The Timer.getInfo() method returns a serializable object; an instance of a class that implements the java.io.Serializable interface. This serializable object is called the info object, and is associated with a timer when the Timer object is created. You can use pretty much anything for the info object. It should contain application information which helps the bean identify the purpose of the timer as well as data that will help in processing.

The Timer.getHandle() method returns a TimerHandle object. The TimerHandle is similar in purpose to the javax.ejb.Handle and javax.ejb.HomeHandle. It's a reference that can be saved to a file or some other resource, then used to regain access to the Timer at a later date. The TimerHandle interface is simple:

package javax.ejb;
public interface TimerHandle extends java.io.Serializable {
    public Timer getTimer() throws NoSuchObjectLocalException, EJBException;

Transactions and Timers

When a bean calls TimerService.createTimer(), the operation is done in the scope of the current transaction. If the transaction rolls back, the timer is undone; it's not created.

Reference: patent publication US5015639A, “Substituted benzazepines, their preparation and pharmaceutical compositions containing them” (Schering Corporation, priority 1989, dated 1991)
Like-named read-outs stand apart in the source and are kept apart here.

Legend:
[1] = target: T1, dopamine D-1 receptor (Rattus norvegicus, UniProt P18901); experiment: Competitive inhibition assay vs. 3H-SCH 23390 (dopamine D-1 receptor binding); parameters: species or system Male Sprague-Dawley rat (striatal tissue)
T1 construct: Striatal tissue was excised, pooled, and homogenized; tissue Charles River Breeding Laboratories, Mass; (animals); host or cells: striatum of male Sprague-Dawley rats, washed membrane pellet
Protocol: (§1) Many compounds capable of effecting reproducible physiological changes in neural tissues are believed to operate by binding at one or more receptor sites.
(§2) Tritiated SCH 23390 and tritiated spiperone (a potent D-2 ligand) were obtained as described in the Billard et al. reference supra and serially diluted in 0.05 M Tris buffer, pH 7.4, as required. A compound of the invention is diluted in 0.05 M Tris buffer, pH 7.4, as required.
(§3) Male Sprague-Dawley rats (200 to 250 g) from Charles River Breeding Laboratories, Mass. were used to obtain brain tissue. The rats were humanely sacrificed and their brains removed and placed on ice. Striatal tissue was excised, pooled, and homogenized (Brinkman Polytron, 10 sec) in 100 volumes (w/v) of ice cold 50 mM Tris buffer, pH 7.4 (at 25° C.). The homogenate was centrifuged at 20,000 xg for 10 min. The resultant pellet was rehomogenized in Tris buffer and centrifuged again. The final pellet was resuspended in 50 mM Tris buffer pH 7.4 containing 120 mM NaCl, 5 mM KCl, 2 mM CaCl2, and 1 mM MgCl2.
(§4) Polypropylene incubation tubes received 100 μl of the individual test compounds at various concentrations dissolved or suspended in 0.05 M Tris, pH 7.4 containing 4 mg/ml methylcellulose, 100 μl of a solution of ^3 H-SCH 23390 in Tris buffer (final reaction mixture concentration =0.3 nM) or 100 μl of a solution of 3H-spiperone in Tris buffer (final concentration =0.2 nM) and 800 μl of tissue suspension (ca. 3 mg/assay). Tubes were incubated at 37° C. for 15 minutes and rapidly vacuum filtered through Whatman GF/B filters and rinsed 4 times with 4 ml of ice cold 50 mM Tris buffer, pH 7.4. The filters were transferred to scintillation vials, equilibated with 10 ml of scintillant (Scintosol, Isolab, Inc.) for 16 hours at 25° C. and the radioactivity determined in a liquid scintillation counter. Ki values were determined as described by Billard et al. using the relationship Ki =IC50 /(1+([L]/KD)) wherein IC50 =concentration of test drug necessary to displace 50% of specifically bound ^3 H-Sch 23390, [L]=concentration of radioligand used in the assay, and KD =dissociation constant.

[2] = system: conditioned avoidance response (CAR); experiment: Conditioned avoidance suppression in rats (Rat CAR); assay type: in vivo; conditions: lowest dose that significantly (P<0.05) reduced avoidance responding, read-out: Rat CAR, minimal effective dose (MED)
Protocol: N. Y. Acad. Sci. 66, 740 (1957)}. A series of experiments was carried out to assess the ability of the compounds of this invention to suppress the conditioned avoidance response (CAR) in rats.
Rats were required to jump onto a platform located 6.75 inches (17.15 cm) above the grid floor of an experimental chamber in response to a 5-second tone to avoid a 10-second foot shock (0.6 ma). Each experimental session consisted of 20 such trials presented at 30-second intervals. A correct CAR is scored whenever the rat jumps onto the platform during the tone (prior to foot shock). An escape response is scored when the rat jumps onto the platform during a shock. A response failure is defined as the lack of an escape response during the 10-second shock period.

In most beans, the ejbTimeout() method should have a transaction attribute of RequiresNew, to ensure that the work performed by the ejbTimeout() method is in the scope of container-initiated transactions.

An Example Timer Bean

In a discount stockbroker system, buy-at-limit orders can be created for a specific number of shares, but only at a specified price or lower. Such orders typically have a time limit. If the stock price falls below the specified price before the time limit, the order is carried out. If the stock price does not fall below the specified price before the time limit, the timer goes off and the order is canceled.

In a J2EE application the buy-at-limit order can be represented as an entity bean called the BuyAtLimit EJB. When the bean is created it sets a timer for the expiration date handed into the create method. If the buy-at-limit order is executed, the timer is canceled. If it's not, when the timer goes off the BuyAtLimit EJB will mark itself as canceled. (We don't delete the order, because we need the record.) The class definition for the BuyAtLimit EJB would look something like the following.

package com.xyzbrokers.order;
import javax.ejb.*;
import java.util.Collection;
import java.util.Iterator;
import java.util.Date;

public class BuyAtLimitBean implements javax.ejb.EntityBean, javax.ejb.TimedObject {
    public EntityContext ejbCntxt;
    public void setEntityContext(EntityContext cntxt) {ejbCntxt = cntxt;}